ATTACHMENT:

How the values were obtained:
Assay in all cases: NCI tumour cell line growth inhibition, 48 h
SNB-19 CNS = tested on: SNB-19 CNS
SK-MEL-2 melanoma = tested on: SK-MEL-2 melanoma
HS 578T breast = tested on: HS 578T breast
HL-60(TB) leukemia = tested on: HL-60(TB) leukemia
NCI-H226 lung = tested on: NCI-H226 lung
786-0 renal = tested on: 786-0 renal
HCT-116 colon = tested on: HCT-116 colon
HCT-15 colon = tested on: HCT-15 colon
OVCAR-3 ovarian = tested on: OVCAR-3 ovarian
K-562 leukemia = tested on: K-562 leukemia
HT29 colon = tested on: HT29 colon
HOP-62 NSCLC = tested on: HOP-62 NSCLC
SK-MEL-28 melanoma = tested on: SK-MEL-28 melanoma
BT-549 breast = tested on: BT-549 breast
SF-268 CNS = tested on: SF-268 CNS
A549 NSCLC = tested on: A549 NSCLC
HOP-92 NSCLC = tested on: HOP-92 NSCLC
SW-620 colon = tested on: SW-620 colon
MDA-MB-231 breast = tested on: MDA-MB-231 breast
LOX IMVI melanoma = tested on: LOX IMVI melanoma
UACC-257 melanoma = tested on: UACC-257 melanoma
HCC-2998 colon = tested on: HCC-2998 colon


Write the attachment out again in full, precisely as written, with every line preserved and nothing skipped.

How the values were obtained:
Assay in all cases: NCI tumour cell line growth inhibition, 48 h
SNB-19 CNS = tested on: SNB-19 CNS
SK-MEL-2 melanoma = tested on: SK-MEL-2 melanoma
HS 578T breast = tested on: HS 578T breast
HL-60(TB) leukemia = tested on: HL-60(TB) leukemia
NCI-H226 lung = tested on: NCI-H226 lung
786-0 renal = tested on: 786-0 renal
HCT-116 colon = tested on: HCT-116 colon
HCT-15 colon = tested on: HCT-15 colon
OVCAR-3 ovarian = tested on: OVCAR-3 ovarian
K-562 leukemia = tested on: K-562 leukemia
HT29 colon = tested on: HT29 colon
HOP-62 NSCLC = tested on: HOP-62 NSCLC
SK-MEL-28 melanoma = tested on: SK-MEL-28 melanoma
BT-549 breast = tested on: BT-549 breast
SF-268 CNS = tested on: SF-268 CNS
A549 NSCLC = tested on: A549 NSCLC
HOP-92 NSCLC = tested on: HOP-92 NSCLC
SW-620 colon = tested on: SW-620 colon
MDA-MB-231 breast = tested on: MDA-MB-231 breast
LOX IMVI melanoma = tested on: LOX IMVI melanoma
UACC-257 melanoma = tested on: UACC-257 melanoma
HCC-2998 colon = tested on: HCC-2998 colon